(Please read while pictures are loading - it may take a few minutes)
|In October, 2001, I
attended a computer programmers conference in Manchester, New Hampshire. It was my
first visit to New England, and being in the fall I especially wanted to see a bit of the
countryside and take some pictures. So I stayed an extra day, rented a car,
and drove through the southern area of the White Mountains.
traveling light and had less than 24 hours, so I left behind my usual photo expedition
gear with tripod, lenses and filters, etc., and took only an inexpensive digital camera I
had purchased last spring. So it was my first photographic outing with a digital
camera, and, being a dedicated black and white photographer, it was also my first color
photo adventure in many years.
What can be done with a cheap digital camera?
|This camera is not a serious photo machine, but just a simple
point-and-shoot type with a fixed lens, fixed focus, and no aperture or shutter controls.
It does have auto-exposure, which is its saving grace. This is basically
Kodak's modern-day Brownie. I found it in a close-out sale for $179 at a Ritz Camera
store and decided it was time to stick my toe into the digital waters.
So this was sort of a self-imposed minimalist photo assignment to see what kind of
artistry could be wrought with this little digital beastie.
Overall I am very impressed with the results. The camera has excellent color balance and did a fine job of capturing the subtle shades and pastels, as well as the luminance and light quality. Because you can lock in the exposure by holding the shutter button half way down, it allows some degree of exposure control. All of the photos were taken at the lowest resolution so they could fit on the web page without resizing. Other than some cropping on a few pictures to remove power lines and such, no manipulation of any kind was done to them. They are straight from the camera.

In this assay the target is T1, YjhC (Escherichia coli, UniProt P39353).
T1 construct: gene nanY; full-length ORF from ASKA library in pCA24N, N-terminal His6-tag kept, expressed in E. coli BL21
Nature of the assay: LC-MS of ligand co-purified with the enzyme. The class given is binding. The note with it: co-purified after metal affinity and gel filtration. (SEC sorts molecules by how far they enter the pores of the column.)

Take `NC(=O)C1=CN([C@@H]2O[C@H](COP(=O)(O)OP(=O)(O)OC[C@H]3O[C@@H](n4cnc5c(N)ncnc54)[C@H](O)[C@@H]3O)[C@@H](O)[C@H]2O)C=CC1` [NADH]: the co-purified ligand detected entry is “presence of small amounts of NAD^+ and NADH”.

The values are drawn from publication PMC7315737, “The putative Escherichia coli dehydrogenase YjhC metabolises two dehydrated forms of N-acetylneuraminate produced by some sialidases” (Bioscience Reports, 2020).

While it is not a mega-pixel, mega-buck wonder machine, I could not be more pleased with this camera, given its price. This was a special trip for me, and these photos will provide wonderful memories for many years. Out of about 85 pictures taken, I have chosen 30 to display on this page. They are arranged in the order in which they were taken as I traveled back roads and small towns in the foothills of New Hampshire's White Mountains. The temperature in the higher elevations was below 30 f. and a strong wind was blowing. It was a fine, blustery and glorious day. I hope you will enjoy the pictures and have a sense of traveling along with me as I explored this most beautiful part of our country.
|- Camera is a Kodak DC3200 (1.0 mega pixel).
- Close out price at Ritz Camera was $179.
- Lens is equivalent to 39mm on a 35mm camera.
- Fixed-Focus, Auto-Exposure.
- Powered by 4 "AA" cells.
- The body is a sturdy plastic and seems nearly indestructible.
- The menu can be understood without the book (Hooray!).
- Menu items and button labels are large enough to be used
without reading glasses (Hooray again!).
- Highest resolution is 1152 x 864 pixels.
- All pictures were at camera's lowest resolution, 576 x 432 pixels.
- The camera is equipped with a removable 32 mb Compact Flash
card. At the low resolution it will store about 400 pictures.
- A few pictures were cropped; No other type of manipulation was
done to any of the pictures.
Return to: Home Page | Gallery Entrance | DigiCam Portfolios